Martin Zwierlein


Strongly Interacting Fermi Gases under the Microscope



Strongly interacting fermions govern the physics of e.g. high-temperature superconductors, nuclear matter and      
neutron stars. The interplay of the Pauli principle with strong interactions can give rise to exotic properties    
that we do not even understand at a qualitative level. In recent years, ultracold Fermi gases of atoms have        
emerged as a pristine platform for the creation and study of strongly interacting systems of fermions. Near        
Feshbach resonances, such gases display superfluidity at 17% of the Fermi temperature. Scaled to the density of    
electrons in solids, this corresponds to superfluidity far above room temperature. Confined in optical lattices,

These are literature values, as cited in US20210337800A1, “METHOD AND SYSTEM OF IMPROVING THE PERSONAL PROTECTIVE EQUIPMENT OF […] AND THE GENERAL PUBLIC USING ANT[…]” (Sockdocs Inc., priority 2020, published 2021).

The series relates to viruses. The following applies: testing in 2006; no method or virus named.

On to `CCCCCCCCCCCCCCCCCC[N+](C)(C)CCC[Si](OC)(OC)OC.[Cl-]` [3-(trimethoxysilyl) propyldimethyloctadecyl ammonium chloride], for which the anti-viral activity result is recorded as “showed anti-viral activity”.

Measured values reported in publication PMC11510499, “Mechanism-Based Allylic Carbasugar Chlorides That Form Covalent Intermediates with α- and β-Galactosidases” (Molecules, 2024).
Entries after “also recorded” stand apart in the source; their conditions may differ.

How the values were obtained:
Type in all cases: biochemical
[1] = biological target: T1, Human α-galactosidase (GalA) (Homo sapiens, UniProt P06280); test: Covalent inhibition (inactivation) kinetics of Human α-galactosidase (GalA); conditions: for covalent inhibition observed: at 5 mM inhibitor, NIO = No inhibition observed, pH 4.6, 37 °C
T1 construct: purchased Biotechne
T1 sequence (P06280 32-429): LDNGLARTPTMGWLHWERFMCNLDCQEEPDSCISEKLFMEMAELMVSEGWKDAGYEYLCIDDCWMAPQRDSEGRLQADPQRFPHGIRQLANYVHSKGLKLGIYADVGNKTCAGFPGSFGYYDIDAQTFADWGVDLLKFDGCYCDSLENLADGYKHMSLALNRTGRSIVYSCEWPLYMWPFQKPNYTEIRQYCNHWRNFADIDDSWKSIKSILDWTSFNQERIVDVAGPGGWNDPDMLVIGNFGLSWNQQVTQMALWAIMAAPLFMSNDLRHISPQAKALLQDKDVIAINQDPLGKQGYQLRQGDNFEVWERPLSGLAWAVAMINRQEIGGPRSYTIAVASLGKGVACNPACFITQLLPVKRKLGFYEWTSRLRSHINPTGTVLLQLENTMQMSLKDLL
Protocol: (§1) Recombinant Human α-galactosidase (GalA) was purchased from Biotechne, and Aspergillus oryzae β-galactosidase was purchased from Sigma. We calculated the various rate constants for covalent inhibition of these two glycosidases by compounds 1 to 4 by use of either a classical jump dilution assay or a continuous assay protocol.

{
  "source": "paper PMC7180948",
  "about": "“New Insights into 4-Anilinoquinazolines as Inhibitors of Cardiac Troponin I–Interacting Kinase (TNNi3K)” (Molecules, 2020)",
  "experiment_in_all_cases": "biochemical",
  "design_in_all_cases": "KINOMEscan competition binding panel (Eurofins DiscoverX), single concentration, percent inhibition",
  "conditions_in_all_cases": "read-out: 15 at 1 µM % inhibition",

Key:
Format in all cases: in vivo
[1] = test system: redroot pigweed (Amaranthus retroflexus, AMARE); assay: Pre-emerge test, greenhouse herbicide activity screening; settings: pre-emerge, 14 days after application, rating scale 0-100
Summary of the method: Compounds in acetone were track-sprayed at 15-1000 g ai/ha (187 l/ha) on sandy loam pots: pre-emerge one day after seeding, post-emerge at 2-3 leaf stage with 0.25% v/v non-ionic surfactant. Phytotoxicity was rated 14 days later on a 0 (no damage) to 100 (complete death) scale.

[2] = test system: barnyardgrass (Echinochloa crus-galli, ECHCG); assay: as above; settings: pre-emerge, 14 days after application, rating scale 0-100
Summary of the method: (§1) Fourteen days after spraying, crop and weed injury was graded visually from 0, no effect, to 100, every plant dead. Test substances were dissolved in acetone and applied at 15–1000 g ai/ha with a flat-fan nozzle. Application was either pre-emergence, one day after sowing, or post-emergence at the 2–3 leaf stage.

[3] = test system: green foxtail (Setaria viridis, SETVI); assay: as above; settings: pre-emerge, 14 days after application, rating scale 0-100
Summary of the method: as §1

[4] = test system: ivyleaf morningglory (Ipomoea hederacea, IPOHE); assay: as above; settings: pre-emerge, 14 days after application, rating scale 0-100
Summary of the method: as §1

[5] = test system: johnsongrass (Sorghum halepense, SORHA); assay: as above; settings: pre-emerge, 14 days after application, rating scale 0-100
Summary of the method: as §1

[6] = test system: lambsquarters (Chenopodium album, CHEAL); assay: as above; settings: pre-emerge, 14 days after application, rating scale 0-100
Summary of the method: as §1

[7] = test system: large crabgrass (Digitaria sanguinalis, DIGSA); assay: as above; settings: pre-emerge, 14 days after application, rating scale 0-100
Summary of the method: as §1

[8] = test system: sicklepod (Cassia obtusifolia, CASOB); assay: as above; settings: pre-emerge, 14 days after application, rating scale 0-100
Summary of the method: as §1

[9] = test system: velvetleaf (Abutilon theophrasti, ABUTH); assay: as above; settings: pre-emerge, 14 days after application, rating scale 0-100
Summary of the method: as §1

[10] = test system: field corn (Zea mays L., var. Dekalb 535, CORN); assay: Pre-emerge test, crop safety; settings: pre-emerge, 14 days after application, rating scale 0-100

fermionic atoms realize the Fermi-Hubbard model, believed to capture the essence of cuprate high-temperature
superconductors. In recent experiments on two-dimensional Fermi gases under a microscope, we observe metallic,
Mott insulating and band insulating states with single-site, single-atom resolution. The microscope allows for     
the site-resolved detection of charge and spin correlations, revealing the famous Pauli and correlation hole for   
low and intermediate lattice fillings, and correlated doublon-hole pairs near half filling. These correlations     
should play an important role for transport in the Fermi-Hubbard model. 



Coffee and Tea at 4:30 p.m.